Elena beams. “I’m a woman of simple tastes, but I never turn down the excuse for my favorites. I had a Romulan commanding officer, my first assignment, so I’m quite fond of their food.” She yawns. “However, I’m afraid I may have to kick you out now, I was up early this morning to check over some things in the engine room and I’ll have to be up again tomorrow.”

Mithian stands immediately. “Of course. I would invite you to my quarters for the next time, but the replicator in there is mostly good for the basics, nothing fancy, and yours is delicious.”

“I’ll put yours on my to-fix list,” Elena promises, heaving herself out of her chair with a groan. “I’ve already done Freya’s and Vivian’s, and I suspect if Morgana and Morgause weren’t so terribly them about everything they would have already asked me. Replicators are another one of those things I want to encourage progress on, they’re the tech I learned on to start with, and … and that’s another long story, and I really shouldn’t get into it right now. Another time, Mithian?”

“Another time,” Mithian promises, and takes her leave. If she hums happily the whole way back to her quarters, nobody’s around to mention it.


Mithian is starting to be proud of the way her ship is coming together. Freya and Isolde are an efficient team at the helm, Vivian keeps everyone apprised of everything they need to hear, Gwen can patch up anything without batting an eyelash, Morgause keeps them safe, George checks on experiments with efficiency and aplomb, Elena continues increasing the ship’s efficiency, and Morgana reports and takes direction easily, the best professional support Mithian could have asked for.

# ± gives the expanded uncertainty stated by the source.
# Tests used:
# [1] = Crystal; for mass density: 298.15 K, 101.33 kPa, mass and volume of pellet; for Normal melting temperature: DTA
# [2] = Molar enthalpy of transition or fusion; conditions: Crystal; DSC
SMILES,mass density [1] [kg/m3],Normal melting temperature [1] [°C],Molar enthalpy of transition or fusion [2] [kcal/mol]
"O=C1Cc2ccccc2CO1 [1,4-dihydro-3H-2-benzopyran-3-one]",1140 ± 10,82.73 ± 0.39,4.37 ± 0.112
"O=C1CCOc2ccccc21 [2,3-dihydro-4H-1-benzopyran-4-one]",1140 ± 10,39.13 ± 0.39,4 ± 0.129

The problem, though, is that no matter how well the ship is running, going through missions in record time and getting Admiral Caerleon’s approval, the team isn’t coming together at all. George continues fawning over Morgana, who ignores him in favor of Morgause. Gwen makes tentative sallies of friendship towards Morgana and gets only awkward lunches in response. Vivian sniffs at everyone unless someone is in the mood to ask about her family’s history in Starfleet, Freya keeps entirely to herself, and Isolde is busy with her boyfriend when she isn’t on duty.

Elena, though, is a miracle, and it’s hard not to tell her so as the weeks wear on and their dinners together become a regular thing. She has a habit of turning up with a chocolate cupcake or a cup of tea or a new discovery whenever Mithian is at her most frustrated, and she takes to spending their dinners gossiping merrily about the crew without ever once letting on that she must know that Mithian is having trouble getting them to connect. “And so George, of course,” she’s saying on this particular night, “is hoping Morgana turns out to be a traditional Vulcan, but nobody raised by Admiral Pendragon is going to adhere to the principles of logic so he’s barking up entirely the wrong tree, but he’ll continue to try, and meantime Ensign Starling is quite pining after him and he doesn’t even notice, it’s quite a mess.”